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Can being come from Non-being ?


Forums Forums Religion and Secularism Can being come from Non-being ?

Viewing 15 posts - 196 through 210 (of 335 total)
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  • #318873
    @sree
    Participant

    Lausten: Not allowed? And you have some theory where it is allowed? Have you stepped outside of this universe and found some point where all else can be measured? I don’t think you understand the problem, let alone the proposed solutions.

    You made an excellent point that Bob needs to respond to with regard to that “absolute frame of reference”. I hope he doesn’t get pissed off by your dismissive remark about his “lack of understanding” and shuts down the conversation.

    #318943
    @ibelieveinlogic
    Participant

    Sree:  “What do you mean by your claim (that Newton’s law is an expression of our observations) to defend your assertion that time is an artifact of the memory?”

    Newton did experiments.  He observed.  He saw an effect and expressed it in math terms.  He did not see cause.  If fact he said quite clearly that he did not know cause and that knowing how gravity worked (the effect) was enough; he did not pursue cause.

    Sree:  ““the dividing line between past, present, and future is an illusion.  So reality is ultimately TIMELESS.”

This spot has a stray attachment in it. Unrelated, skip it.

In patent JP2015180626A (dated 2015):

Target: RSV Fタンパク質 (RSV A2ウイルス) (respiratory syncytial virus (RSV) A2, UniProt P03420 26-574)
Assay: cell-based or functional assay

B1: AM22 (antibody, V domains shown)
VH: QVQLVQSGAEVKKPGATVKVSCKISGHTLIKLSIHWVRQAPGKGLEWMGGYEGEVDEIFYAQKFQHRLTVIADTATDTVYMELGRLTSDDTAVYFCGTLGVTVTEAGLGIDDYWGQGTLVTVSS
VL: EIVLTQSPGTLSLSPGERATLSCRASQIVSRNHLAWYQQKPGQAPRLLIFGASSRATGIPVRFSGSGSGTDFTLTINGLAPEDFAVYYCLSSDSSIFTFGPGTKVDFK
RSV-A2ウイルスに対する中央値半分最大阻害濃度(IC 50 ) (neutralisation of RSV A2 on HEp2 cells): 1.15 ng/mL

Of course it’s an illusion.  There is no past or future, there is only present.  Memory provides the illusion of past and extrapolation of memory provides future.  Past and future are illusion, present is the real upon which the illusions are raised.

    Of course reality is “TIMELESS”.  Timeless meaning time less, meaning without time, meaning no time, not meaning some other time, not meaning less time, not meaning an alternate time, meaning time is not part of reality.

    Physicists deal with effects, not causes.  The philosophy of physics is that all we can know is what we observe and we must accept that as truth.  Try convincing someone that the truth is something we do not observe!  We do not observe cause, only effect.

    The only way we have of considering an event is recalling it from our memory of observing it or a record of someone else observing it.  If we do not observe an event and no others record an observation of that event, we may deduce that the event happened based on memories or records of what we believe are similar or associated events.  The process is the same in either case, we compare memories, observed or deduced.   The artifact of that comparison is our concept of time.

    #318947
    @ibelieveinlogic
    Participant

    Lausten:  “Not allowed? And you have some theory where it is allowed? Have you stepped outside of this universe and found some point where all else can be measured? I don’t think you understand the problem, let alone the proposed solutions.”

    If you know anything at all about relativity you know that a preferred frame of reference is not allowed.

    I accept that the premise of a relative frame of reference must be that there a preferred frame of reference for the relative one to be relative to.  Everyone’s preferred frame of reference is his or her view of reality.  We cannot escape that absolute frame of reference.  The zero point, the geometric center of our individual absolute frame of reference, is right between our eyes.  Any posited relative frame of reference is imaginary.

    I suspect you tend to accept what physics should describe as “appears to be” is actually what “is”.  I don’t fault you for that, it is the language physics uses, and it is in accordance with the philosophy that experience is truth.  I doubt you actually believe that and I believe if you consider it you will see that application of that philosophy often confuses effect with cause.